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Marillion - Script For A Jester's Tear CD (album) cover

SCRIPT FOR A JESTER'S TEAR

Marillion

 

Neo-Prog

4.22 | 1433 ratings

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Easy Livin
Special Collaborator
Honorary Collaborator / Retired Admin
4 stars Genesis of a prog band

I first came across Marillion not long after this album was released. I remember well that my initial impressions were that, while the band was clearly competent, their music was so derivative of Gabriel era Genesis, as to make them appear to be little more than a tribute band (stay with me here Certif1ed!).

I have to admit that with the passing of time, and having become familiar with Marillion's work over many years, that association is not nearly as clear to me now as it was then. The most obvious similarity is in the vocals of Fish vs. Gabriel, and I guess it is often the vocals which make the biggest initial impression. Looking beyond that however, while there may be some Hackett like guitar sounds, and occasional Bank's like keyboards, these are no more obviously derivative than the music of any of Marillion's progressive rock peers.

Yes the songs, especially on this their debut album, do tend to be structured (in terms of the story telling and incisive instrumental passages) along the lines of Genesis early epic tracks, particularly those on "Nursery Cryme", but the music is very much their own.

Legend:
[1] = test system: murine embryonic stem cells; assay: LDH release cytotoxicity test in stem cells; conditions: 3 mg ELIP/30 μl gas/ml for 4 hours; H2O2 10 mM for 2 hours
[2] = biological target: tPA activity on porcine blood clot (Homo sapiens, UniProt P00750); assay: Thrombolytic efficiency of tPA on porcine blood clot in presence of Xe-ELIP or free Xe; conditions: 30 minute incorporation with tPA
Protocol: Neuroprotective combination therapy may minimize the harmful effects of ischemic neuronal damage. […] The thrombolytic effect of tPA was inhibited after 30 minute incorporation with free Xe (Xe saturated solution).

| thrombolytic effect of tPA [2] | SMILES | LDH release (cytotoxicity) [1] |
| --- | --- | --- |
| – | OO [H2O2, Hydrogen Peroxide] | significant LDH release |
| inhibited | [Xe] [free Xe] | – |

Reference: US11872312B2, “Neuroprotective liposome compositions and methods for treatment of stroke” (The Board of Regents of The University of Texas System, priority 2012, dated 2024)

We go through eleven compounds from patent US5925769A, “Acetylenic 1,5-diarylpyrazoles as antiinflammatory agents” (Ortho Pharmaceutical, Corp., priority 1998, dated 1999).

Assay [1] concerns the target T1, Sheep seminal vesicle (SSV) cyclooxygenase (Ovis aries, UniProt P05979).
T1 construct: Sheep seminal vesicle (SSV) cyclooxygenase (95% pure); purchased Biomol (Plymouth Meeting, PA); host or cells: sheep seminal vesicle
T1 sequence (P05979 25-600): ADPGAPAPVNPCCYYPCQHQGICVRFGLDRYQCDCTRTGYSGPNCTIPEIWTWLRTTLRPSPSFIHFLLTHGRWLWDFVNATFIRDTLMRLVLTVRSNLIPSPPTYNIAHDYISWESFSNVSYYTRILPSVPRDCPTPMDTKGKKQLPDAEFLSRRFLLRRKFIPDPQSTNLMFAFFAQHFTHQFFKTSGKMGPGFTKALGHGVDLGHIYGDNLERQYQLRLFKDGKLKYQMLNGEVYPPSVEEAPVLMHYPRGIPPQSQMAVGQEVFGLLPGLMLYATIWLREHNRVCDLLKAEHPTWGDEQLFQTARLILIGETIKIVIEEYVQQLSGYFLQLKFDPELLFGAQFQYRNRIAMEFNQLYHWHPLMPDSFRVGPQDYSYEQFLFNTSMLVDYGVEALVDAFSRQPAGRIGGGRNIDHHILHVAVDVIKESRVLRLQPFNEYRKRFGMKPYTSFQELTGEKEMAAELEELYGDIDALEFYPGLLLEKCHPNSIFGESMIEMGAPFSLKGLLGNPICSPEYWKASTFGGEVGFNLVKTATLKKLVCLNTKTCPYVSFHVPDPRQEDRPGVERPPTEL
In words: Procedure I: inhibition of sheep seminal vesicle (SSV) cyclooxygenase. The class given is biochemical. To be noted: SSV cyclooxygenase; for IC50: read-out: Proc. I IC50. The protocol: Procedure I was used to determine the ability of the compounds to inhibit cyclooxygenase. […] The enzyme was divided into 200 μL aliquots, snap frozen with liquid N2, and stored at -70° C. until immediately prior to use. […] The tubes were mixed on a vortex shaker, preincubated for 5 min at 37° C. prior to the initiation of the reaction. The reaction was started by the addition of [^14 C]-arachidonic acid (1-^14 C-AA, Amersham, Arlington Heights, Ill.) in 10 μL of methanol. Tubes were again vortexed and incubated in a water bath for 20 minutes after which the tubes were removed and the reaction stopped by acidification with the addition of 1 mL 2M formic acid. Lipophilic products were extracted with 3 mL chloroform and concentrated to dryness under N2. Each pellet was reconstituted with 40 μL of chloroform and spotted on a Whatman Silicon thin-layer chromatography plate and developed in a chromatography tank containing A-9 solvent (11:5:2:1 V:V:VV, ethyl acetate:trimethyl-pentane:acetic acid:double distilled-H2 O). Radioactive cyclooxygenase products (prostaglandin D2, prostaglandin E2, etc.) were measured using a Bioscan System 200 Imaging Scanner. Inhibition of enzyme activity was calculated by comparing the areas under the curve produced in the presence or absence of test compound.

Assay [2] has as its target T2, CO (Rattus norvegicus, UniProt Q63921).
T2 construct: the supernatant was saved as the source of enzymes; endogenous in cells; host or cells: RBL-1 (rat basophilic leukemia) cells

As a whole, I have always found "Script.." to be fairly inaccessible. To prolong the Genesis comparison, there are far less in the way of familiar hooks, repeated themes, etc., the songs being generally darker and more complex. The opening title track sets the scene not just for the album, but indeed for the band for the years which were to follow. I don't normally refer to other people's reviews when writing my own, preferring to read them AFTER I have committed my own thoughts. At this stage however I would refer you to the review of this album by "Certif1ed". His love of the album is as clear as his intricate knowledge of the contents. Cert's review is clearly a labour of love, and gives those unfamiliar with the album very useful guidance on how to approach it.

While I too enjoy the album a great deal, I find the overall package does not justify listing it among my favourites. I have some difficulty articulating the reasons for this without appearing to knock the album, which I do not wish to do (since as I say, I do enjoy it a lot). From a Fish era Marillion point of view, I prefer "Misplaced childhood" which I find to be generally stronger.

For me, the band are at times trying to be just a bit too complex (in the way the Flower Kings can appear to be these days). Had they developed some of the themes more, before rushing on to the next one, the tracks would have benefited from a greater continuity. I would also like to have had more in the way of instrumental breaks, Fish just has too much to say in each song.

These comments must however be taken in the context that I see the album as highly enjoyable and only slightly flawed, it is certainly one of the best debuts by any band.

Easy Livin | 4/5 |

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